Man claims language dispute led to altercation in Tim Hortons; owner sees it differently
Published Tuesday, March 11, 2014 5:41PM EDT
Last Updated Monday, March 17, 2014 11:29AM EDT
A Montreal man says he was in an altercation on the premises of a Tim Hortons restaurant after an employee refused to serve him in English, but the owner sees it differently.
Ron Yaz, a regular customer of the popular coffee shop, said he is boycotting Tim Horton’s after the incident just over a week ago.
“I asked the (server) for 12 doughnuts and six muffins and she looked at me like I was totally crazy,” said Yaz, who claims the server at a Laval franchise refused to speak to him in English.
“She walked to the back of the store, got someone who came up, said two words in English and then said 'maudit anglais,' which I didn’t appreciate very much,” he said.
He said he then got into an argument with two French-speaking customers.
“He pulled something out of his pocket, picked it up. It was a nightstick. He went to hit me over the head with it, I put my arm up, blocked it, he hit me in the arm, took off,” said Yaz.
An ambulance and police were called to the scene and Yaz filed a report.
Restaurant owner says Yaz was served in English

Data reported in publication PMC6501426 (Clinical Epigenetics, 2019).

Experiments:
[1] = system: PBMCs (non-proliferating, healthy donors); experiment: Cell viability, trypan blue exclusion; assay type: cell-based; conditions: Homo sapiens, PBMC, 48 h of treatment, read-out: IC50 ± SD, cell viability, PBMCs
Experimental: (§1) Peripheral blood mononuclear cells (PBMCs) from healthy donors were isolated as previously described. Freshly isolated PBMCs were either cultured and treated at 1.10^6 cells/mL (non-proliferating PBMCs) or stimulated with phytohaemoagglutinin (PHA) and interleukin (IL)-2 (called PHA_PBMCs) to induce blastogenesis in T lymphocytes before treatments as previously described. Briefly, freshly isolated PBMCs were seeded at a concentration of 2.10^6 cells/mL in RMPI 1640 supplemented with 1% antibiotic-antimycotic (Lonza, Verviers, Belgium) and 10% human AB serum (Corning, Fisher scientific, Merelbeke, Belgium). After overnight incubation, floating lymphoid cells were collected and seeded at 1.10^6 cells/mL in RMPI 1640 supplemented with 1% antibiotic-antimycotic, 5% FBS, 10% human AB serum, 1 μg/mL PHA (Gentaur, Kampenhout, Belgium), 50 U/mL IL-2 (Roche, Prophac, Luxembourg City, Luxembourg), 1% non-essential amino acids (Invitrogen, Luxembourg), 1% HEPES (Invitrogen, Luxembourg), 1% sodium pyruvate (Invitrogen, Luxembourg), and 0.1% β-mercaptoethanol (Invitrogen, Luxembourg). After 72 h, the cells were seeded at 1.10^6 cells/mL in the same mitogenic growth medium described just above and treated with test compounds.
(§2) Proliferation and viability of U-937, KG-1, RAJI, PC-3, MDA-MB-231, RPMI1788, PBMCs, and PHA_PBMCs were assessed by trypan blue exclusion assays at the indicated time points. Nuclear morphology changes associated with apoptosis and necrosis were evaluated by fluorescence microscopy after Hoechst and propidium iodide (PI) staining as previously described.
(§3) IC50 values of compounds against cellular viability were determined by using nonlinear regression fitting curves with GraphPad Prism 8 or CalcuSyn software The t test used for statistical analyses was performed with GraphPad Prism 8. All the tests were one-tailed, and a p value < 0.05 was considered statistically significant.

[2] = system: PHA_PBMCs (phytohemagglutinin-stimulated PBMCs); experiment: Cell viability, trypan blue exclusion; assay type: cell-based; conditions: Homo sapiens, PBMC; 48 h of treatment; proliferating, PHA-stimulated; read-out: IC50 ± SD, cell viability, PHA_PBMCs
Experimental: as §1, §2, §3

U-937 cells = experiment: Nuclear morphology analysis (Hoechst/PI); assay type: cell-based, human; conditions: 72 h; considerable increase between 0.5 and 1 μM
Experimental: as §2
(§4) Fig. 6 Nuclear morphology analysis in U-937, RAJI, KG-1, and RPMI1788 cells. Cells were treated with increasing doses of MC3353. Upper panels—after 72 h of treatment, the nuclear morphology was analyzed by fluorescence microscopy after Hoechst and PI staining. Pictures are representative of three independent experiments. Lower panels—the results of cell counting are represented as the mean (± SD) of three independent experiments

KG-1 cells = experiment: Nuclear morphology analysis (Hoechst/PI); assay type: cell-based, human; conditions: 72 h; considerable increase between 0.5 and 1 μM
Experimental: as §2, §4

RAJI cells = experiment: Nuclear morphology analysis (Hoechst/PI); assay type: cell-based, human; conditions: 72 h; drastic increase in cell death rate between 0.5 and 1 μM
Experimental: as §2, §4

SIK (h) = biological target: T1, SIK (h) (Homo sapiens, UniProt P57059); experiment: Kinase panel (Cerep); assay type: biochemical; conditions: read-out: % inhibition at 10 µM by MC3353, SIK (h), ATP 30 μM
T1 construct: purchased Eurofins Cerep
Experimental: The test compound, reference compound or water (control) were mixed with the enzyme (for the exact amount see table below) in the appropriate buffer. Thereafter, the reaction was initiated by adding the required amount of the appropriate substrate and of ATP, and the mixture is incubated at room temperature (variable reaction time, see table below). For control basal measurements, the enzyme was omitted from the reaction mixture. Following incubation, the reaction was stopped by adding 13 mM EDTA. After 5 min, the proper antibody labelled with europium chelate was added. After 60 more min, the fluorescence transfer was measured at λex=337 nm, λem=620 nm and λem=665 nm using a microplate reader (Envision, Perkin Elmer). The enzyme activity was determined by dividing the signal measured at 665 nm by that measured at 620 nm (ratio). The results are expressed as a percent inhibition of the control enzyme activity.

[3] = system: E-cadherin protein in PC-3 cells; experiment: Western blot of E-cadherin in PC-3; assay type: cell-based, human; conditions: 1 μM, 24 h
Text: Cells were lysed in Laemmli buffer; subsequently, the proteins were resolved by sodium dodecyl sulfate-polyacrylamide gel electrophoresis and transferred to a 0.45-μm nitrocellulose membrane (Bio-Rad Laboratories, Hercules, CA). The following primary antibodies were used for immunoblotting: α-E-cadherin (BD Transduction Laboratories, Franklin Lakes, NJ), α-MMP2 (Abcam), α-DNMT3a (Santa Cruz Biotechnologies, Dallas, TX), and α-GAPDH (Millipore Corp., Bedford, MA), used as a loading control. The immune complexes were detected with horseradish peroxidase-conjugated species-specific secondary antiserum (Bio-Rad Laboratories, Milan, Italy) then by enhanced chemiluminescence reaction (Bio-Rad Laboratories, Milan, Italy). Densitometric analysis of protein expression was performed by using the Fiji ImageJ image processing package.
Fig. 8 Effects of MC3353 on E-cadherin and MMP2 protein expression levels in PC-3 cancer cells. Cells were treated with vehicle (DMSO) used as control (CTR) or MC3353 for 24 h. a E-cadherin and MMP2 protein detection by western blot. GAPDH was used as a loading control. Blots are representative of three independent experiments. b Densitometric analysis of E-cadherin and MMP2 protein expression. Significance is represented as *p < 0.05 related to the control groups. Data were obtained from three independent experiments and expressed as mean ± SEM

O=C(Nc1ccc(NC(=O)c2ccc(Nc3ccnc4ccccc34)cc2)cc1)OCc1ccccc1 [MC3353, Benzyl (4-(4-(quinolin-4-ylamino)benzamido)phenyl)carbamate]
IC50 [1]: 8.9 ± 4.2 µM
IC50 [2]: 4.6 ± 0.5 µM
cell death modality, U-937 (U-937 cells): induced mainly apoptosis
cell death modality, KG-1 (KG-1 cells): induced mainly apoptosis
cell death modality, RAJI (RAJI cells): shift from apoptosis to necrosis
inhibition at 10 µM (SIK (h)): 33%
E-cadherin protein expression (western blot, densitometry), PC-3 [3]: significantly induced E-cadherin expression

The owner of that Tim Hortons, however, said things happened very differently.
“It's not true that we don't serve Anglophones,” said the owner, who would only provide his first name, Peter.
He claims the employee who served Yaz did speak in English.
“He knows the girl. She doesn’t speak very well in English and instead of, you know, understanding the person, he was insulting and harassing the employee and she start to cry,” he said.
He also claims he went through security footage and there was no attack on Yaz inside.
“He was making a noise inside the store and after, what happened outside, we don't know about it,” he said.
Michelle Robichaud from Tim Hortons head office issued the following statement:
"We are currently investigating this very serious matter. In Quebec, we endeavour to serve our guests in their preferred official language whenever possible as it is important to us to treat each of our guests with dignity and respect."
Yaz decided it wasn’t worth it to file an official complaint because of what police asked him.
“They said to me, 'Well, why didn’t you talk to the girl in French? It would have stopped all this nonsense.' and I said because I'm English. I'm not French. I just want to be served in my language,” said Yaz, who, regardless, is sticking to his story.